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The Easy and Inexpensive Green Home Guide

James Tse

Sure, saving faraway rain forests is noble, but there are easy ways to go green right in your own home and eliminate health risks to both baby and planet -- without turning your life upside down or spending a bundle.

Like "LOL," "bling" and "wardrobe malfunction," "green" is a pop-culture term teetering on the brink of overkill. It's a trendy word employed by celebrities with a cause and retail brands that pluck our altruistic heartstrings. But for the average mom or dad, green means dragging a bin of cans and bottles to the curb every Thursday morning, with a faint hope that it will save a rain forest 3,000 miles away or an ozone layer they can't see. Worthwhile? Absolutely, but green isn't just about deforestation in South America or a layer in the earth's atmosphere. It's about our homes, our bodies and our babies.

In 2005, the Environmental Working Group (EWG), a nonprofit organization dedicated to protecting public health and the environment, conducted a small study to see which industrial chemicals and pollutants were present in a newborn's cord blood at the moment of birth. The results were staggering: The average baby had 200 chemicals and pollutants in his cord blood; 287 different chemicals were discovered in the 10 babies tested. Some chemicals came from common consumer products like fabric-stain removers and fast-food packaging; others had been banned in the United States for years but still linger in the food chain, groundwater and soil. For these infants, the umbilical cord -- a baby's conduit for oxygen and nutrients -- was a contaminated lifeline. "We were shocked," says Alan Greene, M.D., a pediatrician in Danville, California, and a contributor to the EWG study. "Many people don't know that when something is polluting the environment, it's [also] polluting us."

Greene is no stranger to the impact the environment has on us. It was a lesson he first learned on March 12, 1996, when his wife, Cheryl, was diagnosed with breast cancer. "She was nursing our youngest baby and had to stop," he recalls. "It was a real life-changer." While researching his wife's illness, Greene discovered a connection between breast cancer and pesticides. As it happens, Cheryl grew up on a farm in California's Central Valley. "I learned about the pesticides they used on the farm," he explains. "These pesticides were sprayed outside her bedroom window and were in the well water." Today Cheryl is cancer-free, but Greene continues his cause as the author of Raising Baby Green and Feeding Baby Green, books that cover everything from air-filtering plants to zinc-oxide sunscreens.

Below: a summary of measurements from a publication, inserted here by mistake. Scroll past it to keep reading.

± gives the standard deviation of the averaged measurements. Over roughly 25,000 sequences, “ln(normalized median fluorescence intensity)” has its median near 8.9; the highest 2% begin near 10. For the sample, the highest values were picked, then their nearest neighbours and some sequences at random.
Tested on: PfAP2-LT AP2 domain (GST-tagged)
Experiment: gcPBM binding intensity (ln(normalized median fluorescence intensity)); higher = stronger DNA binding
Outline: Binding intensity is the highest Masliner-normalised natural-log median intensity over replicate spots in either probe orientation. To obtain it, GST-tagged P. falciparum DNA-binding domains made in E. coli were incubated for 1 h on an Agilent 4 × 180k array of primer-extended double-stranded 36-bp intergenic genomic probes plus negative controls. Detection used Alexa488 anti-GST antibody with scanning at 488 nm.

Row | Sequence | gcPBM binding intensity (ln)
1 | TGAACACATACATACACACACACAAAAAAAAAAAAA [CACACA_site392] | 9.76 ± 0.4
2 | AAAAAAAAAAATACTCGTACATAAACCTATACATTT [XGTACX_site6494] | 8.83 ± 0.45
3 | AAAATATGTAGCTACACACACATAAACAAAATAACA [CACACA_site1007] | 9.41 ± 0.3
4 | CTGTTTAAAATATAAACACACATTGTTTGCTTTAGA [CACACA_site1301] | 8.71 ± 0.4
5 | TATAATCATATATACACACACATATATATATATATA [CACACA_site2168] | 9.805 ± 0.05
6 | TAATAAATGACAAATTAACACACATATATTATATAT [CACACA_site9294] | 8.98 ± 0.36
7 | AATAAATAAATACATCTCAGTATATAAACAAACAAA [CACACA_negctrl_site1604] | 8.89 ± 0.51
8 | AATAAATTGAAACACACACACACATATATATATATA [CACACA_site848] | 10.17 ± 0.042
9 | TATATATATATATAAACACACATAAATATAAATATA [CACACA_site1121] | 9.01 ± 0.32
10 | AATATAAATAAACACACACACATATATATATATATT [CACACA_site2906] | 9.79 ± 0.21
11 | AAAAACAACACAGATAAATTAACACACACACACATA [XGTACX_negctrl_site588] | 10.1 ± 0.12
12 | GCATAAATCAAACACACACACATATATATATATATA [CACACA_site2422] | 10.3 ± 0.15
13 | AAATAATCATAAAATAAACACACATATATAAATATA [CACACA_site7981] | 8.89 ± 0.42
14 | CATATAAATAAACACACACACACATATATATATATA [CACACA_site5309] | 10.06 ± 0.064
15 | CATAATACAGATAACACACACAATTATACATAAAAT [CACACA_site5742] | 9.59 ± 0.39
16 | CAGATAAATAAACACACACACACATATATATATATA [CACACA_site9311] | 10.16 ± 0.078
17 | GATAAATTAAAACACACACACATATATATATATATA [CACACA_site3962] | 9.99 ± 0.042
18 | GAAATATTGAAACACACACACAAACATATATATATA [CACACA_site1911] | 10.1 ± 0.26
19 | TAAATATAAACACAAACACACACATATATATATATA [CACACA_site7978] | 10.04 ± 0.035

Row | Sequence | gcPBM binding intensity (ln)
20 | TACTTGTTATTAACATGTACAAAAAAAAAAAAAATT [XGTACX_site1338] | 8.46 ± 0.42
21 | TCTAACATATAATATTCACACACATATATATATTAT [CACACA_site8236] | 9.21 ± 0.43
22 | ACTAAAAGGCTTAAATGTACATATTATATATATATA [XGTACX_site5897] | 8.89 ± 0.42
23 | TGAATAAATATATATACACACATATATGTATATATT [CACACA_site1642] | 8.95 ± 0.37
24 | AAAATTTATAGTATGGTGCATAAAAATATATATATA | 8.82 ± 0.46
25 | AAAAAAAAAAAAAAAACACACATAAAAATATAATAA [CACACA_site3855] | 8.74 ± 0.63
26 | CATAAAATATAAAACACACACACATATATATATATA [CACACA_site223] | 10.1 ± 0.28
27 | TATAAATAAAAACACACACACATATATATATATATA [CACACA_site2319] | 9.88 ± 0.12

For those who haven't experienced an "a-ha" moment like this, green tends to be associated with inconvenience. It's true: To go green often requires an extra step, a second thought or one more pit stop on the way home. But incremental changes might just change your child's life. "Health issues like asthma, childhood obesity and ADHD are on the rise," Greene explains. "So what's causing it? The human body hasn't changed. It's the environment that's changed."

Here are a few simple ways to make your new baby's life a little greener -- and healthier too.

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